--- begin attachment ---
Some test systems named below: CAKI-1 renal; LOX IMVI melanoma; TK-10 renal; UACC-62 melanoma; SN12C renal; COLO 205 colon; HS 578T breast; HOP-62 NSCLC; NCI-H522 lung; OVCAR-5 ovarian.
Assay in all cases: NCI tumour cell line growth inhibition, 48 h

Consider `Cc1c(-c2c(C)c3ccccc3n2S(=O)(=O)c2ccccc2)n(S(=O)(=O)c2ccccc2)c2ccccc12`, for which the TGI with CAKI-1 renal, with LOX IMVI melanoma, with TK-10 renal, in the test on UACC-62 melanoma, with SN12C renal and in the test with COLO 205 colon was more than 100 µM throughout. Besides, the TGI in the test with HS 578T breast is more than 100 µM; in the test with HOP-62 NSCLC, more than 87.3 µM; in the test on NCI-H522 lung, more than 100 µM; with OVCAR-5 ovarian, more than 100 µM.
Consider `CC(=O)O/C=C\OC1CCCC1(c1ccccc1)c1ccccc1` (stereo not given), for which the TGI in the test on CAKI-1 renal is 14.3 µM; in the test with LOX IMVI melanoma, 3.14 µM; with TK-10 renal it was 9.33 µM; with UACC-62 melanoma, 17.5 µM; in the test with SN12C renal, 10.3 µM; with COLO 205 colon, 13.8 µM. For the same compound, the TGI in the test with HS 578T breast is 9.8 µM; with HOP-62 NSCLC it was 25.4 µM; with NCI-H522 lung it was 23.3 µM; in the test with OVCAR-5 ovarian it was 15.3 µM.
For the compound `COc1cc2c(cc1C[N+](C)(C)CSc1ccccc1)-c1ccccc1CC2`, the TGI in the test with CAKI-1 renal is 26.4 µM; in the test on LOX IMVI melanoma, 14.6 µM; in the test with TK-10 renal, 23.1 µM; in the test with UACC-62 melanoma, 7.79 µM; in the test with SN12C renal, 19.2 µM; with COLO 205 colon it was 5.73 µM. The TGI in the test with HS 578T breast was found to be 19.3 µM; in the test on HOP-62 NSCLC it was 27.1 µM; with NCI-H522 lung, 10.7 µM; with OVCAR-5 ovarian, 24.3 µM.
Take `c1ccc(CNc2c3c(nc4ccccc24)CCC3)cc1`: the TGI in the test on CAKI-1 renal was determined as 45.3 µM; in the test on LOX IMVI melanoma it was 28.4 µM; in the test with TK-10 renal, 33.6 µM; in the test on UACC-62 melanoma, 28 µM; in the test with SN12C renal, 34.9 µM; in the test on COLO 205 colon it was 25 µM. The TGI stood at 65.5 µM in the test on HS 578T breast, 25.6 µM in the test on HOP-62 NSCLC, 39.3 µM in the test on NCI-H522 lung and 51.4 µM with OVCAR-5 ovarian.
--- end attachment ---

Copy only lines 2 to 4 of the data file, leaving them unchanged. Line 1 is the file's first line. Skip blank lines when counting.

Assay in all cases: NCI tumour cell line growth inhibition, 48 h

Consider `Cc1c(-c2c(C)c3ccccc3n2S(=O)(=O)c2ccccc2)n(S(=O)(=O)c2ccccc2)c2ccccc12`, for which the TGI with CAKI-1 renal, with LOX IMVI melanoma, with TK-10 renal, in the test on UACC-62 melanoma, with SN12C renal and in the test with COLO 205 colon was more than 100 µM throughout. Besides, the TGI in the test with HS 578T breast is more than 100 µM; in the test with HOP-62 NSCLC, more than 87.3 µM; in the test on NCI-H522 lung, more than 100 µM; with OVCAR-5 ovarian, more than 100 µM.
Consider `CC(=O)O/C=C\OC1CCCC1(c1ccccc1)c1ccccc1` (stereo not given), for which the TGI in the test on CAKI-1 renal is 14.3 µM; in the test with LOX IMVI melanoma, 3.14 µM; with TK-10 renal it was 9.33 µM; with UACC-62 melanoma, 17.5 µM; in the test with SN12C renal, 10.3 µM; with COLO 205 colon, 13.8 µM. For the same compound, the TGI in the test with HS 578T breast is 9.8 µM; with HOP-62 NSCLC it was 25.4 µM; with NCI-H522 lung it was 23.3 µM; in the test with OVCAR-5 ovarian it was 15.3 µM.